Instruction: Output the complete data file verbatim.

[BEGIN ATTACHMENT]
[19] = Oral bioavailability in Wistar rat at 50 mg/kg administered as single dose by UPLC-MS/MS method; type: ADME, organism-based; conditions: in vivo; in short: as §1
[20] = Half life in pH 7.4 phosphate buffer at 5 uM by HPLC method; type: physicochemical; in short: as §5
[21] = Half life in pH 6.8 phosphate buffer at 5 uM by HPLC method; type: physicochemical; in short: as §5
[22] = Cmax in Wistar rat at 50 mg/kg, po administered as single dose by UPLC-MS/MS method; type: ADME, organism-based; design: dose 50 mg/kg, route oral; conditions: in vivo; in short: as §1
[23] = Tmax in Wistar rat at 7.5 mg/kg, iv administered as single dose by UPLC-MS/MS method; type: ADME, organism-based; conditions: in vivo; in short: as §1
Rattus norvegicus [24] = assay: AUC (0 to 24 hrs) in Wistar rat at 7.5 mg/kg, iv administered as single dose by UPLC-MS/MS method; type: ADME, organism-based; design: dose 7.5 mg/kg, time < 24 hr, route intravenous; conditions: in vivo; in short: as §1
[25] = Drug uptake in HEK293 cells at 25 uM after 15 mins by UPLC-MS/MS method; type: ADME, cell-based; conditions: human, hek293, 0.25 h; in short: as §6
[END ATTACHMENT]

[19] = Oral bioavailability in Wistar rat at 50 mg/kg administered as single dose by UPLC-MS/MS method; type: ADME, organism-based; conditions: in vivo; in short: as §1
[20] = Half life in pH 7.4 phosphate buffer at 5 uM by HPLC method; type: physicochemical; in short: as §5
[21] = Half life in pH 6.8 phosphate buffer at 5 uM by HPLC method; type: physicochemical; in short: as §5
[22] = Cmax in Wistar rat at 50 mg/kg, po administered as single dose by UPLC-MS/MS method; type: ADME, organism-based; design: dose 50 mg/kg, route oral; conditions: in vivo; in short: as §1
[23] = Tmax in Wistar rat at 7.5 mg/kg, iv administered as single dose by UPLC-MS/MS method; type: ADME, organism-based; conditions: in vivo; in short: as §1
Rattus norvegicus [24] = assay: AUC (0 to 24 hrs) in Wistar rat at 7.5 mg/kg, iv administered as single dose by UPLC-MS/MS method; type: ADME, organism-based; design: dose 7.5 mg/kg, time < 24 hr, route intravenous; conditions: in vivo; in short: as §1
[25] = Drug uptake in HEK293 cells at 25 uM after 15 mins by UPLC-MS/MS method; type: ADME, cell-based; conditions: human, hek293, 0.25 h; in short: as §6